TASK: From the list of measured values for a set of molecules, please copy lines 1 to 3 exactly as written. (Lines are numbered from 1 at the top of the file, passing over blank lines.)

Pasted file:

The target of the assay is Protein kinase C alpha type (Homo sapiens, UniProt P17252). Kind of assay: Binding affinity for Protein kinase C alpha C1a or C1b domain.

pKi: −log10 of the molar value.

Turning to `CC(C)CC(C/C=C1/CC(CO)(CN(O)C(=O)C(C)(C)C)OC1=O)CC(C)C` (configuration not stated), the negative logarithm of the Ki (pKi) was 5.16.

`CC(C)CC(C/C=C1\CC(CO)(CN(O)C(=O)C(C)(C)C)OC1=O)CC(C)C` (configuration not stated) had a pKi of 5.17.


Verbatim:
The target of the assay is Protein kinase C alpha type (Homo sapiens, UniProt P17252). Kind of assay: Binding affinity for Protein kinase C alpha C1a or C1b domain.

pKi: −log10 of the molar value.

Turning to `CC(C)CC(C/C=C1/CC(CO)(CN(O)C(=O)C(C)(C)C)OC1=O)CC(C)C` (configuration not stated), the negative logarithm of the Ki (pKi) was 5.16.